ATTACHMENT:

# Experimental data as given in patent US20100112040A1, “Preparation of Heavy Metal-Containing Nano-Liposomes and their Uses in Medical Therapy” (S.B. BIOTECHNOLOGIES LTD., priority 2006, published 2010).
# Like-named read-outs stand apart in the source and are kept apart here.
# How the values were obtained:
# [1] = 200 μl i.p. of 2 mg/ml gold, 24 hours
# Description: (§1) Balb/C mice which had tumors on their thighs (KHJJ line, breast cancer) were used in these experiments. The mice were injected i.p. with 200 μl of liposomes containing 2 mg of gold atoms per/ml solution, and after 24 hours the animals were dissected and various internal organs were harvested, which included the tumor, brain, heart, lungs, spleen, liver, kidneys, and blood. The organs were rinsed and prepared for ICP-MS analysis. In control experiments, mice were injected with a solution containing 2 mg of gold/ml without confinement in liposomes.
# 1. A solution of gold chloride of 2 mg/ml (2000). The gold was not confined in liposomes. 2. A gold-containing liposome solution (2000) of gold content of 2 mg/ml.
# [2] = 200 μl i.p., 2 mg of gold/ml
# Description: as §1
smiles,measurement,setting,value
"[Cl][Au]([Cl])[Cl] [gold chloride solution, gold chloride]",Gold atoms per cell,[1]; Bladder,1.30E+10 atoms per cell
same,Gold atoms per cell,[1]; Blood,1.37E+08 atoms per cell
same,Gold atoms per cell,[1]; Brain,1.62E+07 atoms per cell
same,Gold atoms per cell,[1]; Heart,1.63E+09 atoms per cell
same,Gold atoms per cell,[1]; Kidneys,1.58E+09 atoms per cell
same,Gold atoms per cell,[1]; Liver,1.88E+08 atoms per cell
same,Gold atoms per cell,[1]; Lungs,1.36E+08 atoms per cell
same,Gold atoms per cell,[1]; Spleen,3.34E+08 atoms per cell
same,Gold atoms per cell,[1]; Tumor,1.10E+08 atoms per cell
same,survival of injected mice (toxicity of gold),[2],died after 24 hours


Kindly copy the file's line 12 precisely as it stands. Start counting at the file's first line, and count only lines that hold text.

same,Gold atoms per cell,[1]; Brain,1.62E+07 atoms per cell